As we’d learned of pulque previously, mezcal has thousands of years of history in pre-Hispanic Mesoamérica and was regarded as a sacred beverage— but fell firmly out of fashion for many generations. Mexicans weren’t interested in drinking mezcal, nor were foreigners really aware of its existence, until quite recently.
Presently, mezcal is in the midst of a renaissance. Distilleries are flourishing as public interest turns back to this ancient spirit, and with mounting export to the US, Australia, and Europe, the world is slowly discovering the magic of mezcal.
We saw the evidence of this firsthand in Matatlán, where most palenques we visited were operated by 3rd or 4th generation mezcaleros, but the brand itself was only established within the last decade— families have been making mezcal seemingly forever, but it’s only recently become a viable business.
We tasted mezcal at a number of spots around Santiago Matatlán this week (and even a little into next week), but our favourite experiences were touring these palenques— small, family-owned mezcal distilleries that open their doors to show interested visitors their process and share the magic of this ancient spirit.
Our favourite among these were Gracias a Dios and Mezcal Macurichos, both of which make truly excellent mezcal from a wide variety of wild agave.
We watched as a horse drove a wheel around a stone dial to crush the agave, saw heaping piles of dirt steam as the agave cooked beneath for 6 days, observed the rudimentary distillation process dripping through copper-lined clay pots, and even tasted the 80% alcohol that emerged from the small metal spigot.
Everything was incredibly simple, entirely harvested, cooked, distilled, and bottled by hand, and yet there was an overwhelming respect and understanding for agave— at its core, mezcal is a deep part of local culture rather than just a means to get drunk.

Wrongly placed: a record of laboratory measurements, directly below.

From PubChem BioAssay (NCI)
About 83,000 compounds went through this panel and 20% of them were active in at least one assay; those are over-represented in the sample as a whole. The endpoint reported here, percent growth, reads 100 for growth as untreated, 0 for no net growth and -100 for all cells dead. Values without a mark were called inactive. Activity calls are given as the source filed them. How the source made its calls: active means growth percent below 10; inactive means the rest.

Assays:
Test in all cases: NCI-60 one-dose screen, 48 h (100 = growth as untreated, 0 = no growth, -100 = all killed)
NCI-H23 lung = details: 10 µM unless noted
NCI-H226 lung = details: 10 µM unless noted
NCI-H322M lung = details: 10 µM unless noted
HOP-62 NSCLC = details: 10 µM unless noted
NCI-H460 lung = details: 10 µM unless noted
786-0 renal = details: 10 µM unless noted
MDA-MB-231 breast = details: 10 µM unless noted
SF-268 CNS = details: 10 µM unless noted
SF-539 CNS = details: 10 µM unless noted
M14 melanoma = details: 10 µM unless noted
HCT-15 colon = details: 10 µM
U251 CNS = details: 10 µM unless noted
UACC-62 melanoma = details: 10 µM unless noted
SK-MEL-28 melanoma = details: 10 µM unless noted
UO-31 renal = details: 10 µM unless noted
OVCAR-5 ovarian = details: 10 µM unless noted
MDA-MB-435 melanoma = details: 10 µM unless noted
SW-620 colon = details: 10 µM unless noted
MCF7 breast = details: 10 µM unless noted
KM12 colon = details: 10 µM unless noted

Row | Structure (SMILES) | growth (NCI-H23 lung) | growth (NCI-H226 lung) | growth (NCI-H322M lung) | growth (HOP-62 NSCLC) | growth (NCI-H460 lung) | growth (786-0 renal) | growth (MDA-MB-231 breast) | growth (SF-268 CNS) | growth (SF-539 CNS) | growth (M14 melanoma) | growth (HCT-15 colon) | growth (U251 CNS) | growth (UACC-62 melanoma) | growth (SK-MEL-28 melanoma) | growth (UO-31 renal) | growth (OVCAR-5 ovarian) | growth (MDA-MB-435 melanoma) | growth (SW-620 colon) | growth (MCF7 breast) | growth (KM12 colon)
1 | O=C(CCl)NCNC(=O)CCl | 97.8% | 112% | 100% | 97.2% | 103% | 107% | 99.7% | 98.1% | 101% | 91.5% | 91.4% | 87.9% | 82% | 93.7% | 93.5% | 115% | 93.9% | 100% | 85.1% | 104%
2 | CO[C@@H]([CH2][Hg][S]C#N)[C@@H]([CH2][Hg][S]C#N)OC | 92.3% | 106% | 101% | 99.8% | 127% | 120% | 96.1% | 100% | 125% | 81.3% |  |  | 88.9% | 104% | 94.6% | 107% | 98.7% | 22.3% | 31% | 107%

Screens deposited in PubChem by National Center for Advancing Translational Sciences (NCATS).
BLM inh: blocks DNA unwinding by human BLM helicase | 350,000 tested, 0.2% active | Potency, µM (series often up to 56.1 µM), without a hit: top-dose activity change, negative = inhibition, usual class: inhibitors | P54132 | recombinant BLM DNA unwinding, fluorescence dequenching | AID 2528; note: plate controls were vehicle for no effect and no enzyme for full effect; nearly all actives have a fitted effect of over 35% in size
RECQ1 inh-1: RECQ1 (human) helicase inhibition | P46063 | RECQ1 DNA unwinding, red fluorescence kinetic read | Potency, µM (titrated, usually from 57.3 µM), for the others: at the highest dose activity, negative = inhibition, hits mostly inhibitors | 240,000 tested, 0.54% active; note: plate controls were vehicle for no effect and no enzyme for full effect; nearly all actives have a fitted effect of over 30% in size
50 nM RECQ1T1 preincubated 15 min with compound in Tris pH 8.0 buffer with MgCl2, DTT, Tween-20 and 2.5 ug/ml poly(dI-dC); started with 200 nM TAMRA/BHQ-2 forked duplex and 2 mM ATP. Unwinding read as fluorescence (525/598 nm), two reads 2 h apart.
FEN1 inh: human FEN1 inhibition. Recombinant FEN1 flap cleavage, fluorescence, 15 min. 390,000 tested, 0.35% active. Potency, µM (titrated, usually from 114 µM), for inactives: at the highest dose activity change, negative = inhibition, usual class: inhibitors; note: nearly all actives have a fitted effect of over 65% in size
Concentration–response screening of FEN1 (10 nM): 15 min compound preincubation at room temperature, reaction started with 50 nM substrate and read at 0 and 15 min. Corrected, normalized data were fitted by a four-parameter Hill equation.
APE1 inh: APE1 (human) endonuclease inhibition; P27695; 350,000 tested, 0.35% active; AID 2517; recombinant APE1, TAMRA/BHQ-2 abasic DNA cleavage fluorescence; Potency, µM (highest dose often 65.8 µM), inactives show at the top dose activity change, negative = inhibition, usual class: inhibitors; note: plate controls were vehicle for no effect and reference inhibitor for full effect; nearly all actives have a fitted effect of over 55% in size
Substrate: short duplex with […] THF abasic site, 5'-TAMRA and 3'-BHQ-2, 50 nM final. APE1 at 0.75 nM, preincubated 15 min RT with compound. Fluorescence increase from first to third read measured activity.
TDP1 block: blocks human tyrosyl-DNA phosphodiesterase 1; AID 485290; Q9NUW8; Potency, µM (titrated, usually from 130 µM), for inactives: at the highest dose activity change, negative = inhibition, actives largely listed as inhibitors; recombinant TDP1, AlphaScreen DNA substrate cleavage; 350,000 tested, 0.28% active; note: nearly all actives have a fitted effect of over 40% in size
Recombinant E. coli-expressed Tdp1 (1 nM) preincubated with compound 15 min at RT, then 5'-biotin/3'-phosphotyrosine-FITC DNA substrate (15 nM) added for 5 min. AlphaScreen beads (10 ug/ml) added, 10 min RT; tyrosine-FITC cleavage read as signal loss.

There are no gatekeepers to mezcal production either, and a vast majority of the mezcal we’ve encountered in Mexico is made by “so and so’s uncle” with no technical equipment and hardly more than a small backyard.
You don’t need a lot of money or space or business savvy to produce mezcal, you just need knowledge (handed down from your abuelos, most likely) and patience— and so it seems that every family in Oaxaca is making their own mezcal, some better than others, but all according to traditional methods that importantly forbid the addition of anything artificial and instead aim to accent the unique taste of each agave. This would be just the beginning of our experience with mezcal.
Where we stayed this week
- Parking outside of a Soriana supermarket in Oaxaca de Juárez, Oaxaca (free; 4 Mar)
- Camping in secure overnight parking in Oaxaca de Juárez, Oaxaca (600p for 3 nights; 5-7 Mar)
- Parking outside of our temazcal house in Santa María Coyotopec, Oaxaca (free; 8 Mar)
- Camping above the waterfall at Hierve el Agua, Oaxaca (100p; 9 Mar)
- Parking at the Gracias a Dios Mezcal Palenque in Santiago Matatlán, Oaxaca (free; 10-11 Mar)
- Airbnb in Lachigolo just outside of Oaxaca City ($180 for 3 nights; 12-14 Mar)